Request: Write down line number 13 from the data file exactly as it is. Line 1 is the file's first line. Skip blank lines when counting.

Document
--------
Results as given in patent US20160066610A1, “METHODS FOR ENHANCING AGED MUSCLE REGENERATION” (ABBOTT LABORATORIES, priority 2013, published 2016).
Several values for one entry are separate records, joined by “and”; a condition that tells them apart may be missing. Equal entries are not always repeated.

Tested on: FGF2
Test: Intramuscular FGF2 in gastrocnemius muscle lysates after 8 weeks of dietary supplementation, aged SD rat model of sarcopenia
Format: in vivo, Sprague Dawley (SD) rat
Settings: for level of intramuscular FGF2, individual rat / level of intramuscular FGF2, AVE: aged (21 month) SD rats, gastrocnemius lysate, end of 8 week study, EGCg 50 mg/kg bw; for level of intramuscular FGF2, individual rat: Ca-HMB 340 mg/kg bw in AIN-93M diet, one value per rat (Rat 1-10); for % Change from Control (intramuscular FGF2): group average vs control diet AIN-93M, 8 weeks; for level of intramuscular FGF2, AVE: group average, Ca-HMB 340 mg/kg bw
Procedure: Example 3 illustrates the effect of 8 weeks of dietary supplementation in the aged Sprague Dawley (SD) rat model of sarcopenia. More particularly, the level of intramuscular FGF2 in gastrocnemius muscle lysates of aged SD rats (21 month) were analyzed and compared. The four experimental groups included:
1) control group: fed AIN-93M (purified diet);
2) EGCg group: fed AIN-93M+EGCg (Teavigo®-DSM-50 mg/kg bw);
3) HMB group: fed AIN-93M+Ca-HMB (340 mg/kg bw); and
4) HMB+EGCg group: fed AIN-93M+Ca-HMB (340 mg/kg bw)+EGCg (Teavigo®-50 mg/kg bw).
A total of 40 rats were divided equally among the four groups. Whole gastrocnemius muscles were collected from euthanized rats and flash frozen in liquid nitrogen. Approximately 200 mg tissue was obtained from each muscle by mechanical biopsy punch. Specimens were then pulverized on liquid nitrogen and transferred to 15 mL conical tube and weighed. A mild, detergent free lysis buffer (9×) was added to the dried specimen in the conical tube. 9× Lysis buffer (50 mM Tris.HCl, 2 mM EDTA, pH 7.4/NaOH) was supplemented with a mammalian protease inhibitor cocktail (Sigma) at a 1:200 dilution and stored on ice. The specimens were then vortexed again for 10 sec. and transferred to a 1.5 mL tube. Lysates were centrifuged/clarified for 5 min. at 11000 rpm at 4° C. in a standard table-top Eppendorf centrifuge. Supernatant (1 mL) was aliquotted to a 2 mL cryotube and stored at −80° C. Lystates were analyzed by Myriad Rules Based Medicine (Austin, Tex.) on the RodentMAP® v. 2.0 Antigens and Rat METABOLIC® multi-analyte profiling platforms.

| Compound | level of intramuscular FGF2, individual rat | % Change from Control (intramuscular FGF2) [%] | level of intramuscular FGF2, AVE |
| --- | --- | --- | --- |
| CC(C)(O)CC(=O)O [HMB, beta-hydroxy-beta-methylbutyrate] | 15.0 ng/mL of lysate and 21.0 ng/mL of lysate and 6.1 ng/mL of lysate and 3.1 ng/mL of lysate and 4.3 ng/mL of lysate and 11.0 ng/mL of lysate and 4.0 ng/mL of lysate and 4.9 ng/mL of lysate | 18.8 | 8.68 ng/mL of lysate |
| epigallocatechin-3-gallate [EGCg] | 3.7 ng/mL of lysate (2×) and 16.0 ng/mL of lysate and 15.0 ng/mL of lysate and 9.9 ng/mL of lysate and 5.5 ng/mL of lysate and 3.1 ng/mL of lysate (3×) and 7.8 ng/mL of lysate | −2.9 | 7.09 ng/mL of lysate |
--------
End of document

| Compound | level of intramuscular FGF2, individual rat | % Change from Control (intramuscular FGF2) [%] | level of intramuscular FGF2, AVE |